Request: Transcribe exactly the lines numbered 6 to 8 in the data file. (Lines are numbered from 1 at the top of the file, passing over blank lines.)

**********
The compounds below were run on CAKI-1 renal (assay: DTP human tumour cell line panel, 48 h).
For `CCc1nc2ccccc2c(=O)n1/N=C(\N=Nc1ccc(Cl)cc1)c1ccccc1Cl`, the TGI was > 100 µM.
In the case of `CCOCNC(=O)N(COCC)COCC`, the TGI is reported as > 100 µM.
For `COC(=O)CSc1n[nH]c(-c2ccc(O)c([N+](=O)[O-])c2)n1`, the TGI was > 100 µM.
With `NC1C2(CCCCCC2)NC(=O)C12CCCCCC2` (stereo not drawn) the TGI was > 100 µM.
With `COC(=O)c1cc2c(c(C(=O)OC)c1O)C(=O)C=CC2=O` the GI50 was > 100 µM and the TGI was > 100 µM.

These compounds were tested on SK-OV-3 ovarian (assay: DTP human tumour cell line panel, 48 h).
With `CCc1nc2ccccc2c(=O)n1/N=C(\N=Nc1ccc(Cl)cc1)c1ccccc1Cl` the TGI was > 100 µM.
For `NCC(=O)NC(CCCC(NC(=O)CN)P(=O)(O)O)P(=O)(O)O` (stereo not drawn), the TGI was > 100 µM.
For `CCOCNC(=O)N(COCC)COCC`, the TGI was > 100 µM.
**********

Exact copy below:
With `COC(=O)c1cc2c(c(C(=O)OC)c1O)C(=O)C=CC2=O` the GI50 was > 100 µM and the TGI was > 100 µM.

These compounds were tested on SK-OV-3 ovarian (assay: DTP human tumour cell line panel, 48 h).
With `CCc1nc2ccccc2c(=O)n1/N=C(\N=Nc1ccc(Cl)cc1)c1ccccc1Cl` the TGI was > 100 µM.